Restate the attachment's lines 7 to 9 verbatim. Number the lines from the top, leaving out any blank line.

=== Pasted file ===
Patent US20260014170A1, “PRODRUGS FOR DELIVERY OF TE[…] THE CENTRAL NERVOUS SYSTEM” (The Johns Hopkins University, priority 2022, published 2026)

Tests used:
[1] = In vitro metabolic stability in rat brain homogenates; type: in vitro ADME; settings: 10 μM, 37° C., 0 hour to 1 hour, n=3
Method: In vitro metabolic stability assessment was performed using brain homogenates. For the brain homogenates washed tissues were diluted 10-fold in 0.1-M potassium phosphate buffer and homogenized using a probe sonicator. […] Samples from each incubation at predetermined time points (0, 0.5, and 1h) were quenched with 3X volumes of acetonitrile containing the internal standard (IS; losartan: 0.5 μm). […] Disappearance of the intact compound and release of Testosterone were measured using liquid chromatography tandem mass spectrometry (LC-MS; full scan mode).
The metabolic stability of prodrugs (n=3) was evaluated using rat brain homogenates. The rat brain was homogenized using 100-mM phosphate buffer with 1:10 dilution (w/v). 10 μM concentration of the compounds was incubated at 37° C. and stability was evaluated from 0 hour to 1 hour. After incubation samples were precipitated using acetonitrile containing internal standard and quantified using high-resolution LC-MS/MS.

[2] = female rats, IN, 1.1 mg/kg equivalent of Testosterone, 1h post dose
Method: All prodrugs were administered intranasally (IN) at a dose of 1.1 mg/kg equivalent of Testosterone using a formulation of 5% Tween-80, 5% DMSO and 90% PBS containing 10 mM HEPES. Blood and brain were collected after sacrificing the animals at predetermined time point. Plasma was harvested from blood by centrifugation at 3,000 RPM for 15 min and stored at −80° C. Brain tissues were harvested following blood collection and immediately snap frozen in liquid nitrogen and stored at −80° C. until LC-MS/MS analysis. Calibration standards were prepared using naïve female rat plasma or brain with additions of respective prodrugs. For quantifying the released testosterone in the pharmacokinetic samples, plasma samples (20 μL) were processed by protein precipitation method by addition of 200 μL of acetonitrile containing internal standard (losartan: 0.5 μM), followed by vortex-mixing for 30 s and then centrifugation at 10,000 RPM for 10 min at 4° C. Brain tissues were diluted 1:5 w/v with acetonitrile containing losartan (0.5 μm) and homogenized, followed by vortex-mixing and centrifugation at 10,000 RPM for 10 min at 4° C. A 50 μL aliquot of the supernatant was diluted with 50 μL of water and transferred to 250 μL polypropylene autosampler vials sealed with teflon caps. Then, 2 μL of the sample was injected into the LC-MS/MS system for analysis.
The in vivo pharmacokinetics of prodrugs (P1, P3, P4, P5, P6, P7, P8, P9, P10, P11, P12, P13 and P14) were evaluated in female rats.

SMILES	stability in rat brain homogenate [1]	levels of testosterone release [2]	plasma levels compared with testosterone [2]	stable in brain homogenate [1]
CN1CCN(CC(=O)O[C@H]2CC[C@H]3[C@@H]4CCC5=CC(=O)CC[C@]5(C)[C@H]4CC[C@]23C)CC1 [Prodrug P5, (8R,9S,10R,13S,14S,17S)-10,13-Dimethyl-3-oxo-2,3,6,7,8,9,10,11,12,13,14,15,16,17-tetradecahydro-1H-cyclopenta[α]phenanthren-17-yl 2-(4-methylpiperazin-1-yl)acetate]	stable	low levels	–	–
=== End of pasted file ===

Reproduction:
Method: All prodrugs were administered intranasally (IN) at a dose of 1.1 mg/kg equivalent of Testosterone using a formulation of 5% Tween-80, 5% DMSO and 90% PBS containing 10 mM HEPES. Blood and brain were collected after sacrificing the animals at predetermined time point. Plasma was harvested from blood by centrifugation at 3,000 RPM for 15 min and stored at −80° C. Brain tissues were harvested following blood collection and immediately snap frozen in liquid nitrogen and stored at −80° C. until LC-MS/MS analysis. Calibration standards were prepared using naïve female rat plasma or brain with additions of respective prodrugs. For quantifying the released testosterone in the pharmacokinetic samples, plasma samples (20 μL) were processed by protein precipitation method by addition of 200 μL of acetonitrile containing internal standard (losartan: 0.5 μM), followed by vortex-mixing for 30 s and then centrifugation at 10,000 RPM for 10 min at 4° C. Brain tissues were diluted 1:5 w/v with acetonitrile containing losartan (0.5 μm) and homogenized, followed by vortex-mixing and centrifugation at 10,000 RPM for 10 min at 4° C. A 50 μL aliquot of the supernatant was diluted with 50 μL of water and transferred to 250 μL polypropylene autosampler vials sealed with teflon caps. Then, 2 μL of the sample was injected into the LC-MS/MS system for analysis.
The in vivo pharmacokinetics of prodrugs (P1, P3, P4, P5, P6, P7, P8, P9, P10, P11, P12, P13 and P14) were evaluated in female rats.

SMILES	stability in rat brain homogenate [1]	levels of testosterone release [2]	plasma levels compared with testosterone [2]	stable in brain homogenate [1]